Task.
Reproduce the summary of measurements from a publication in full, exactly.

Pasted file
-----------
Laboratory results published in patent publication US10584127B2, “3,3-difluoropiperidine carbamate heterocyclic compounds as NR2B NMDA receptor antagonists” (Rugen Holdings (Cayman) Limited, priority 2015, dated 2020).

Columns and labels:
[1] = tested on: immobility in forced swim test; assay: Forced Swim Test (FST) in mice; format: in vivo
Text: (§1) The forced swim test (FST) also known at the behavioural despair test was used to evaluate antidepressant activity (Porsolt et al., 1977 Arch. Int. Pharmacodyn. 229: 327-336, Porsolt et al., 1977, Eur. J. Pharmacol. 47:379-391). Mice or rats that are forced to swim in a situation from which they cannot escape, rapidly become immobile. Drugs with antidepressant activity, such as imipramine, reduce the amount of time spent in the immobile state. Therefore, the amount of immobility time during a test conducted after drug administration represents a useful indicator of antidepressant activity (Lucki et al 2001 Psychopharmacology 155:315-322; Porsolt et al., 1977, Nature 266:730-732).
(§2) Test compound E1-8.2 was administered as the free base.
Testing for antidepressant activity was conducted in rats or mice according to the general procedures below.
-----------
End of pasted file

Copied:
Laboratory results published in patent publication US10584127B2, “3,3-difluoropiperidine carbamate heterocyclic compounds as NR2B NMDA receptor antagonists” (Rugen Holdings (Cayman) Limited, priority 2015, dated 2020).

Columns and labels:
[1] = tested on: immobility in forced swim test; assay: Forced Swim Test (FST) in mice; format: in vivo
Text: (§1) The forced swim test (FST) also known at the behavioural despair test was used to evaluate antidepressant activity (Porsolt et al., 1977 Arch. Int. Pharmacodyn. 229: 327-336, Porsolt et al., 1977, Eur. J. Pharmacol. 47:379-391). Mice or rats that are forced to swim in a situation from which they cannot escape, rapidly become immobile. Drugs with antidepressant activity, such as imipramine, reduce the amount of time spent in the immobile state. Therefore, the amount of immobility time during a test conducted after drug administration represents a useful indicator of antidepressant activity (Lucki et al 2001 Psychopharmacology 155:315-322; Porsolt et al., 1977, Nature 266:730-732).
(§2) Test compound E1-8.2 was administered as the free base.
Testing for antidepressant activity was conducted in rats or mice according to the general procedures below.